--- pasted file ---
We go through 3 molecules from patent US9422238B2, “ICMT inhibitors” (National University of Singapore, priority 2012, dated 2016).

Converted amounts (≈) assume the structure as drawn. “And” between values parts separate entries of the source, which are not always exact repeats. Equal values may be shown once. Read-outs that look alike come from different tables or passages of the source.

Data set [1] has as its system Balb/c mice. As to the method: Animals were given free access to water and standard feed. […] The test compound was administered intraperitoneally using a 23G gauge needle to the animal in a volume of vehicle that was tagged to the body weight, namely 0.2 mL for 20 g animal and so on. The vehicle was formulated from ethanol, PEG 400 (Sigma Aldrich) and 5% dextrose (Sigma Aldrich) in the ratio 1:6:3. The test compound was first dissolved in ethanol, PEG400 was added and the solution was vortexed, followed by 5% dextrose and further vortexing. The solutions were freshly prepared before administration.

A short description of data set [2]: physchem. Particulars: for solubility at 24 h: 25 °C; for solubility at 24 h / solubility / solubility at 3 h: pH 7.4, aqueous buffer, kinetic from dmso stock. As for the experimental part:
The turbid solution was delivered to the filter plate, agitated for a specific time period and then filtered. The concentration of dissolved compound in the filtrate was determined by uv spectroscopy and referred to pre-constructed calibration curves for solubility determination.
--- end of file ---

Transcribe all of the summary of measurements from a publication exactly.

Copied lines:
We go through 3 molecules from patent US9422238B2, “ICMT inhibitors” (National University of Singapore, priority 2012, dated 2016).

Converted amounts (≈) assume the structure as drawn. “And” between values parts separate entries of the source, which are not always exact repeats. Equal values may be shown once. Read-outs that look alike come from different tables or passages of the source.

Data set [1] has as its system Balb/c mice. As to the method: Animals were given free access to water and standard feed. […] The test compound was administered intraperitoneally using a 23G gauge needle to the animal in a volume of vehicle that was tagged to the body weight, namely 0.2 mL for 20 g animal and so on. The vehicle was formulated from ethanol, PEG 400 (Sigma Aldrich) and 5% dextrose (Sigma Aldrich) in the ratio 1:6:3. The test compound was first dissolved in ethanol, PEG400 was added and the solution was vortexed, followed by 5% dextrose and further vortexing. The solutions were freshly prepared before administration.

A short description of data set [2]: physchem. Particulars: for solubility at 24 h: 25 °C; for solubility at 24 h / solubility / solubility at 3 h: pH 7.4, aqueous buffer, kinetic from dmso stock. As for the experimental part:
The turbid solution was delivered to the filter plate, agitated for a specific time period and then filtered. The concentration of dissolved compound in the filtrate was determined by uv spectroscopy and referred to pre-constructed calibration curves for solubility determination.